How You Say It is as Important as What You Say
Recently, authors and bloggers have been writing and reporting on the importance of establishing a “platform” for individuals and organizations. Michael Hyatt, chairman of Thomas Nelson Publishers, discusses this idea in his new book, “Platform.” Some people would say that how you frame your message is as important as what you say.
Regardless of the extend to which you agree with this premise, what isn’t up for debate is that everyone needs a platform. No one is going to create it for you, and the importance of having one cannot be stressed enough when it comes to remaining competitive in today’s marketplace.
Make sure your message resonates with your market’s interests.
The biggest problem with much of today’s writing is that it needs to fight for attention simply because it is not well differentiated. If your goal is to build brand awareness or your company’s reputation, for example, you’ll need a strong context to build from. Simply stating your organization’s mission statement is not going to persuade anyone to change his or her mind or feel empathy toward your organization. Your message must resonate with their needs.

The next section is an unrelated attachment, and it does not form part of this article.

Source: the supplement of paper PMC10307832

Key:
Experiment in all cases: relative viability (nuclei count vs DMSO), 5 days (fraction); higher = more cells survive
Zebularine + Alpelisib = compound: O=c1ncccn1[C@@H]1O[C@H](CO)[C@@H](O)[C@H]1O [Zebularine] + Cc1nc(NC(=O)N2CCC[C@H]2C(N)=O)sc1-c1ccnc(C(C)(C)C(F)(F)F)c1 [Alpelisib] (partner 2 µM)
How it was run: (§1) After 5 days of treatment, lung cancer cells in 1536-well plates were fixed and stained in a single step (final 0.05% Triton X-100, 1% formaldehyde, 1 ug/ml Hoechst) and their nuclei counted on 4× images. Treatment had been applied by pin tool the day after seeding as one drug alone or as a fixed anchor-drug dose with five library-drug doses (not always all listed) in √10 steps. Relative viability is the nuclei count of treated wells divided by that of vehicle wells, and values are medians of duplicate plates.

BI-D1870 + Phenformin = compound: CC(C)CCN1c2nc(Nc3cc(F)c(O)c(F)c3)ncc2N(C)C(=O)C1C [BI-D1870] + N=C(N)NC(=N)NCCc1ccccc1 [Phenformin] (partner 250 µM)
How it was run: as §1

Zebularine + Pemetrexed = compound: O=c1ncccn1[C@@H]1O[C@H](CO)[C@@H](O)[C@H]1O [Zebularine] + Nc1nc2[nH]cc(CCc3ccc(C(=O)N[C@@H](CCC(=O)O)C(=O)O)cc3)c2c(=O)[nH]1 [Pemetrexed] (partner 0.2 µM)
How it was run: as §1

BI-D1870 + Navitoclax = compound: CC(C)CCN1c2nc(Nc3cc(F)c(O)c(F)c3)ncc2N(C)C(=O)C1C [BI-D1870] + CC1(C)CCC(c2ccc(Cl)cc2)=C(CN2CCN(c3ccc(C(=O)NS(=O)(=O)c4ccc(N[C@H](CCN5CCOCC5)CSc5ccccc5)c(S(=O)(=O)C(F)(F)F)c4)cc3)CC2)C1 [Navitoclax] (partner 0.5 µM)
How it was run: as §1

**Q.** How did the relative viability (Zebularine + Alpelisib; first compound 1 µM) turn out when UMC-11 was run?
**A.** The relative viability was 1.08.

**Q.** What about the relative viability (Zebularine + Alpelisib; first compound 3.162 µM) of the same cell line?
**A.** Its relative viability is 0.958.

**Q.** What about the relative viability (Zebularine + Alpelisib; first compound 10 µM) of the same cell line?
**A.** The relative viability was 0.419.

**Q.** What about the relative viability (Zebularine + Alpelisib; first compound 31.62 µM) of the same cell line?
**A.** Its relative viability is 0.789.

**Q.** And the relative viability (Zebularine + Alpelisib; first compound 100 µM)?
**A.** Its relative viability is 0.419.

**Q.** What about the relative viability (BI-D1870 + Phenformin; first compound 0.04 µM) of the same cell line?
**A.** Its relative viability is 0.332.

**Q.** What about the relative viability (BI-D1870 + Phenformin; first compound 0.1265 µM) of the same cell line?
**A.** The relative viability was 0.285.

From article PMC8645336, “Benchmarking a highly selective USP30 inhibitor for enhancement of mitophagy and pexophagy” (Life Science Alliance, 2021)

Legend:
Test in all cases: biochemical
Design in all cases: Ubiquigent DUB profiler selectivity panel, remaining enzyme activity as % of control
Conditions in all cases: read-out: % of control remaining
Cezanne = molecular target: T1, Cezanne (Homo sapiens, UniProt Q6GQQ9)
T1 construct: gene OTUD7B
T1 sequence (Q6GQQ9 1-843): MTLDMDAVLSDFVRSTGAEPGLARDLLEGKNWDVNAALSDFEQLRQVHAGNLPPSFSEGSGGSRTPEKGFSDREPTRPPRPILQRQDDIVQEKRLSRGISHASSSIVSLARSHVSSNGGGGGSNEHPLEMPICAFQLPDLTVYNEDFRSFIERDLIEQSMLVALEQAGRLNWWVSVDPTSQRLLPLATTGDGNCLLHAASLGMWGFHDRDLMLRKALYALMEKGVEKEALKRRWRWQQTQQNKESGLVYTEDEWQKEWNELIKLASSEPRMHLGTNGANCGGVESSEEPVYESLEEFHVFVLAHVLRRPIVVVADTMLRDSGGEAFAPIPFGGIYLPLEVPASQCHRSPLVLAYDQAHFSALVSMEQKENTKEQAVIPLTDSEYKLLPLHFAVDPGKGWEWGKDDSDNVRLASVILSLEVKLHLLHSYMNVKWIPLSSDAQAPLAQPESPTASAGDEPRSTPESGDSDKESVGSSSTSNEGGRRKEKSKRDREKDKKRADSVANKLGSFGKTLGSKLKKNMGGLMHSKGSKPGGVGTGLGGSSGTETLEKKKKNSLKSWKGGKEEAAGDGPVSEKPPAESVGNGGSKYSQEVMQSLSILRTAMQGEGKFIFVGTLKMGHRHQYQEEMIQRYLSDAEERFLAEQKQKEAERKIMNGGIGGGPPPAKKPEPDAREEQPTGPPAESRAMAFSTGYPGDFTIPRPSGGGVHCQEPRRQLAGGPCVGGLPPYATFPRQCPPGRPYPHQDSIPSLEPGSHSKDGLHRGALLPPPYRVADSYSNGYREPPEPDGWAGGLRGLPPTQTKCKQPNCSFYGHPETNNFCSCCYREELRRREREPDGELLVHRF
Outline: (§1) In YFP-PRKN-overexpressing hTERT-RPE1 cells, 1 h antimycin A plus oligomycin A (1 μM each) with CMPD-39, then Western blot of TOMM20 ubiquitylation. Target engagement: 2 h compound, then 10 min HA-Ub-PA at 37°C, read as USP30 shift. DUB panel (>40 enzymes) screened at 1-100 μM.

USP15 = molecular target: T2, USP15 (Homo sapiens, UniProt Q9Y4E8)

In other words, communicating your brand message without a specific purpose, such as lead building, will spin yours and your audience’s wheels with little return on your investment. Focus is essential. Otherwise you risk talking at your audience with no real impact.
Here are a few things you can do to build an effective platform and customize your messaging to your key audience:
• Place your messaging in the order that your specific customer prefers to view information. A great example is NOT feeling the need to alphabetize your pull-down menus! If your top-selling product or service starts with the letter “S,” put it on top to make it easy for your prospects to select. Make it obvious. Things that go first carry more importance than ones that go last.
Tom Marin is the president of MarketCues, a national consulting firm. Tom serves as a senior advisor and change-management consultant with 35 years of experience. He has worked for some of the world’s largest corporations, as well as middle-market firms. Tom's focus is to plan and drive strategy shifts and strategic growth programs in the printing industry and a diverse range of market areas.